One day Áed Ruad rode out along the place called Eas Ruaid, guiding his dappled horse carefully in the swift waters. But a fish jumped after a mayfly and startled the dappled horse, who reared and unseated his rider, pitching him into the swift current, where he drowned. For three days the others searched for his body and, when they found it, they buried him at Sídhe Ruaid, the Mound of the Red Man. He left one child as heir, a daughter named Macha Mong-Ruad, who demanded that her father's rightful place in the succession of rule be granted to her. But the other two kings, Cimbáeth and Díthorba, refused to surrender her father's seventh to her as she was a woman.
Furious at her treatment, Macha brought together a huge army and destroyed the forces of the other two in battle but took only what she regarded as her seventh. She ruled for seven years as Ireland's queen before the death of Díthorba, who fell in battle at the Corann. Five stalwart sons stood staunchly at his burial, and then in turn each — Báeth, Bras, Betach, Úallach, and Borbchas — demanded that Macha defer to the accord authored by their father and the other two. But Macha refused and said, "Why should I surrender what I won on the field of battle? The pact drawn between your father and mine and Cimbáeth no longer applies, for none of you would listen to reason when it was offered."
Incensed, the five sons raised an army and came to unseat Macha from her throne, but the terrible rage of Macha rose up, and she led her army into battle. Oh, the wanton slaughter that rose to feed the ravens that day! Many heads were taken by Macha's blade, and the rest of the army fled in terror into the wilds of Connacht.
But Macha was weary with war after this, and she married Cimbáeth (and a wise choice he made to keep his own head!) and merged his army into hers to regain the strength that she had lost during the last war with the five sons. Then, knowing full well that the five sons stubbornly refused to agree to her might, she cleverly disguised herself as a leper by rubbing herself with rye dough and red dye until it seemed suppurating sores leaked yellow pus from her skin.
She entered the wild forests of Connacht and soon found them in Bairinn, where they were roasting a wild boar slain by Bras over a red fire.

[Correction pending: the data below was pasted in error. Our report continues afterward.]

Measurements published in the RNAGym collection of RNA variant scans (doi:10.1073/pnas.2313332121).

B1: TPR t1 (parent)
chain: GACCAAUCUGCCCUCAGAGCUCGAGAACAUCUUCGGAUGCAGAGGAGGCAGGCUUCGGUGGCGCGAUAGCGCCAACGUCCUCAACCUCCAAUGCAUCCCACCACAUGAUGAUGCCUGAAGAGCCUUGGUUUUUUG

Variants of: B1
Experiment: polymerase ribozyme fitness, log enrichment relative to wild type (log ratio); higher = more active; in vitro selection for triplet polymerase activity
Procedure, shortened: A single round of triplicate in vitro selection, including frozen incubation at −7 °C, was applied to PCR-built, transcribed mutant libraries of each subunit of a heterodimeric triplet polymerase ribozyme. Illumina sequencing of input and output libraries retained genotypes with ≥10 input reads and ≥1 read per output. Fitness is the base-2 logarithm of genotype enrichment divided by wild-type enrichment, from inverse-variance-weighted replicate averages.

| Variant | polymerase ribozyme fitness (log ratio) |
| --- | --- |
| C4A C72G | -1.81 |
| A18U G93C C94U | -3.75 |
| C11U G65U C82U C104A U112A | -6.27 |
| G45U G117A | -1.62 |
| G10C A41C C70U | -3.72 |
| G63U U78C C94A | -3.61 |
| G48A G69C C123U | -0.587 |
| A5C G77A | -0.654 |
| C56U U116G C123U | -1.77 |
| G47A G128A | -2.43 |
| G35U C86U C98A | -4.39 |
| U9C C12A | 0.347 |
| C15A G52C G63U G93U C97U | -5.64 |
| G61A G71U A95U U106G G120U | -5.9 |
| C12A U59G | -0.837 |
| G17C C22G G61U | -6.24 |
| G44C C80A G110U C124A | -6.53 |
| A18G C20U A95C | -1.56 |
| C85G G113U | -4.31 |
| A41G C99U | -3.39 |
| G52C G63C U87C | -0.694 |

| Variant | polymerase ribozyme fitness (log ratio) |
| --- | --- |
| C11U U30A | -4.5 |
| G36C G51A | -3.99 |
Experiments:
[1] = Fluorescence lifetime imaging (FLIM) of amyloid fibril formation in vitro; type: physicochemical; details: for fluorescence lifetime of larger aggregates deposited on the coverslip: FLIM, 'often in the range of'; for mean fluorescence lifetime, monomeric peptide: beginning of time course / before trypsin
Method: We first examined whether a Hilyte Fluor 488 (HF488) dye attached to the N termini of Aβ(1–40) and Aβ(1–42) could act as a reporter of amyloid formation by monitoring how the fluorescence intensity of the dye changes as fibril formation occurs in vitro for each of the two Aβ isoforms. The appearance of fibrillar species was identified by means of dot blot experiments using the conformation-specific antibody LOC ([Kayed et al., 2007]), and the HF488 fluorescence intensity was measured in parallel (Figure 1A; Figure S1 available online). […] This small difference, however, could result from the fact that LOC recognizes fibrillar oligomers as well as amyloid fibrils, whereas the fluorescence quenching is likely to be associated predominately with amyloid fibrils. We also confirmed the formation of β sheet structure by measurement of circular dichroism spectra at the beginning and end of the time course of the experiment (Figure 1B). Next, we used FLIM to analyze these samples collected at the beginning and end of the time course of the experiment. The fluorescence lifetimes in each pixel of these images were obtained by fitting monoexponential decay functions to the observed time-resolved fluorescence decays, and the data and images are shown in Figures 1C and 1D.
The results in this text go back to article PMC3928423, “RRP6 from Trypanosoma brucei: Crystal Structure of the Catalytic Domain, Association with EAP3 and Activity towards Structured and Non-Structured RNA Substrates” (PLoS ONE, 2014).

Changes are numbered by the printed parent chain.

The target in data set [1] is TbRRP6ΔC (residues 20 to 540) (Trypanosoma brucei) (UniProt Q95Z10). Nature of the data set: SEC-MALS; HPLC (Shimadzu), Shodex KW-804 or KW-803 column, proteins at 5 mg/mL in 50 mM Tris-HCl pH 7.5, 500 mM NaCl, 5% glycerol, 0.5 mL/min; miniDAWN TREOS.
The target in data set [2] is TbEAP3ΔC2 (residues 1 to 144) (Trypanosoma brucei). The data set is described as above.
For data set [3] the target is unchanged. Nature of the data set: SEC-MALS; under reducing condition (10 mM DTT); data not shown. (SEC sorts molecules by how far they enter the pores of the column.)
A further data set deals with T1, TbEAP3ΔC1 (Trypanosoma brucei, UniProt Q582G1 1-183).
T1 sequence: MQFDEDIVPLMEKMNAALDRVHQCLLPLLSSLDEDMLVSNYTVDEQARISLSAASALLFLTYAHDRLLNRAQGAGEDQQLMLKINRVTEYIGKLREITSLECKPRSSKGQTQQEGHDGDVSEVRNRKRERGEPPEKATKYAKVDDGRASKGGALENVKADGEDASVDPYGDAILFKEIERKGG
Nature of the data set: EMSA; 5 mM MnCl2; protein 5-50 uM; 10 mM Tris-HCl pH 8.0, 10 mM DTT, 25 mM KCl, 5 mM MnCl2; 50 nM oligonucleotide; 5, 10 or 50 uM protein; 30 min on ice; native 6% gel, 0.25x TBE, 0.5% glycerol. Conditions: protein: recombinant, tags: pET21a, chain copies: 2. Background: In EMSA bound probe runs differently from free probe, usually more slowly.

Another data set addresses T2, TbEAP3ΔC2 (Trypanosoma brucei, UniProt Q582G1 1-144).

"What's this?" Báeth said, when Macha came up to them, whining about her hunger and begging for a morsel from the roasting pig. "What foulness do we find here?"
"Please," she whimpered, holding forth a hand that seemed more a claw than one with flesh and fingers. "Just a bite or two for a poor old hag."
"Well, now," said Betach. "Let's let the old gal have a bite or two if she has any news about that bitch Macha."
"Don't encourage her," grumbled Borbchas.
"You'd begrudge her a mouthful or two from that big carcass?" Báeth asked, pointing at the pig roasting on the spit over the crackling fire made from beech trees. "Even with your gut we won't eat the whole thing."
So they all sat down and listened to the stories Macha made up on the spot as she ate the sliver of roasted meat the five sons gave to her for news of herself.
Then Bras brought out a skin of mead and they took to swilling it from their own cups, and soon they began to see Macha in a different light. It was Báeth who first noticed her eyes and, squinting his own against the smoke and drink befuddling him at the time, said, "You know, this hag has won — won — beaut — pretty eyes." He pursed his lips, sucking in his cheeks as he contemplated her. "What say we fuck her?"
"Ah, don't be that way here," Borbchas said. "We don't need to be watching your shortcomings."
"And I don't want to be shaming you," Báeth said, rising. He grabbed her and took her off into the woods to the roaring laughter of his brothers.
"Now then," he said, placing her on her feet. "Let's see what you have, old girl."
He reached for the neckline of her dress, but when he pulled it free, he saw Macha's young breasts and frowned, shaking his head against his fuddled vision.
"What —" he began, but then squawked as Macha overpowered him and tied him to a tree with strips of cloth torn from his own clothes. She gagged him to keep him from yelling a warning to his brothers, then made her way back to the fire, pretending to be weary from lovemaking.
"Where is our brother?" the others asked when she stumbled out of the woods and stood warming herself next to the fire.